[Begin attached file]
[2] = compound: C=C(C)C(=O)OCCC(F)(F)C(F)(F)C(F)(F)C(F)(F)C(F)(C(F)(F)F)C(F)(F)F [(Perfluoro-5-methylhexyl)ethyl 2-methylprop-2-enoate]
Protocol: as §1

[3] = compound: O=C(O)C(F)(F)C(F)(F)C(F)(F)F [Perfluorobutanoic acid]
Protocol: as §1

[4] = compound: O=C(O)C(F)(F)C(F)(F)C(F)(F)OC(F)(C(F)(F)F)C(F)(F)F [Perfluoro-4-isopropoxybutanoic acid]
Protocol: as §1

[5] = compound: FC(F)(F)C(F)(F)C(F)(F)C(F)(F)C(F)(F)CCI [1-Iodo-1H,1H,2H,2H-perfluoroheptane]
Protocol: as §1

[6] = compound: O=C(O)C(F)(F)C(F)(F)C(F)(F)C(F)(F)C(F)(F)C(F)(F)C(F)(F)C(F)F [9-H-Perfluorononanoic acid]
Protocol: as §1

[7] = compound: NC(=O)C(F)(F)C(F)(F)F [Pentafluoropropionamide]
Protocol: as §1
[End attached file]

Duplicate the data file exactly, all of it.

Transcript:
[2] = compound: C=C(C)C(=O)OCCC(F)(F)C(F)(F)C(F)(F)C(F)(F)C(F)(C(F)(F)F)C(F)(F)F [(Perfluoro-5-methylhexyl)ethyl 2-methylprop-2-enoate]
Protocol: as §1

[3] = compound: O=C(O)C(F)(F)C(F)(F)C(F)(F)F [Perfluorobutanoic acid]
Protocol: as §1

[4] = compound: O=C(O)C(F)(F)C(F)(F)C(F)(F)OC(F)(C(F)(F)F)C(F)(F)F [Perfluoro-4-isopropoxybutanoic acid]
Protocol: as §1

[5] = compound: FC(F)(F)C(F)(F)C(F)(F)C(F)(F)C(F)(F)CCI [1-Iodo-1H,1H,2H,2H-perfluoroheptane]
Protocol: as §1

[6] = compound: O=C(O)C(F)(F)C(F)(F)C(F)(F)C(F)(F)C(F)(F)C(F)(F)C(F)(F)C(F)F [9-H-Perfluorononanoic acid]
Protocol: as §1

[7] = compound: NC(=O)C(F)(F)C(F)(F)F [Pentafluoropropionamide]
Protocol: as §1